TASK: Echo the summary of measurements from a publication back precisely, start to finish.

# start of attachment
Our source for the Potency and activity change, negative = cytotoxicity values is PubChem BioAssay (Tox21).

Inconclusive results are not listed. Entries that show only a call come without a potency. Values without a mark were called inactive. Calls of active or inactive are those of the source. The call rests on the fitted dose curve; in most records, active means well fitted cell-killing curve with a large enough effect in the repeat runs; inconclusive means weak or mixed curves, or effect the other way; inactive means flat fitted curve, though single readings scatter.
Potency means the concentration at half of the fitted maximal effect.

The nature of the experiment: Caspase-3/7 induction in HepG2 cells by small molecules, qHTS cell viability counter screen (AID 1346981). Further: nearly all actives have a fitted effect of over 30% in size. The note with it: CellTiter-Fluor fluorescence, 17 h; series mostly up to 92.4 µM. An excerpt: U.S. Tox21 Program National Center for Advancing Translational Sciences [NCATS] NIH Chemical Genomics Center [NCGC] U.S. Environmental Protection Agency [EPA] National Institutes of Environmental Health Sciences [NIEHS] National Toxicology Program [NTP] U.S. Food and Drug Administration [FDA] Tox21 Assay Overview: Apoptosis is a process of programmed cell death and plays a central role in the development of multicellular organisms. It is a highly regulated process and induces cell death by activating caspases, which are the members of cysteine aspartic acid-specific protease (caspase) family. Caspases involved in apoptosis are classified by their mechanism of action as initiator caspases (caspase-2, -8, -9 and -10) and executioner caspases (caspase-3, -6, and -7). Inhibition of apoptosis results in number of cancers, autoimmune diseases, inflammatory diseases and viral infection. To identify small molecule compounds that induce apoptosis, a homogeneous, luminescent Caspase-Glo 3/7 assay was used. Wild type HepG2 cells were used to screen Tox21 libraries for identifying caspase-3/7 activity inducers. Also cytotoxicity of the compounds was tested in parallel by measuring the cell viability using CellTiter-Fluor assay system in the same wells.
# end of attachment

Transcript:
Our source for the Potency and activity change, negative = cytotoxicity values is PubChem BioAssay (Tox21).

Inconclusive results are not listed. Entries that show only a call come without a potency. Values without a mark were called inactive. Calls of active or inactive are those of the source. The call rests on the fitted dose curve; in most records, active means well fitted cell-killing curve with a large enough effect in the repeat runs; inconclusive means weak or mixed curves, or effect the other way; inactive means flat fitted curve, though single readings scatter.
Potency means the concentration at half of the fitted maximal effect.

The nature of the experiment: Caspase-3/7 induction in HepG2 cells by small molecules, qHTS cell viability counter screen (AID 1346981). Further: nearly all actives have a fitted effect of over 30% in size. The note with it: CellTiter-Fluor fluorescence, 17 h; series mostly up to 92.4 µM. An excerpt: U.S. Tox21 Program National Center for Advancing Translational Sciences [NCATS] NIH Chemical Genomics Center [NCGC] U.S. Environmental Protection Agency [EPA] National Institutes of Environmental Health Sciences [NIEHS] National Toxicology Program [NTP] U.S. Food and Drug Administration [FDA] Tox21 Assay Overview: Apoptosis is a process of programmed cell death and plays a central role in the development of multicellular organisms. It is a highly regulated process and induces cell death by activating caspases, which are the members of cysteine aspartic acid-specific protease (caspase) family. Caspases involved in apoptosis are classified by their mechanism of action as initiator caspases (caspase-2, -8, -9 and -10) and executioner caspases (caspase-3, -6, and -7). Inhibition of apoptosis results in number of cancers, autoimmune diseases, inflammatory diseases and viral infection. To identify small molecule compounds that induce apoptosis, a homogeneous, luminescent Caspase-Glo 3/7 assay was used. Wild type HepG2 cells were used to screen Tox21 libraries for identifying caspase-3/7 activity inducers. Also cytotoxicity of the compounds was tested in parallel by measuring the cell viability using CellTiter-Fluor assay system in the same wells.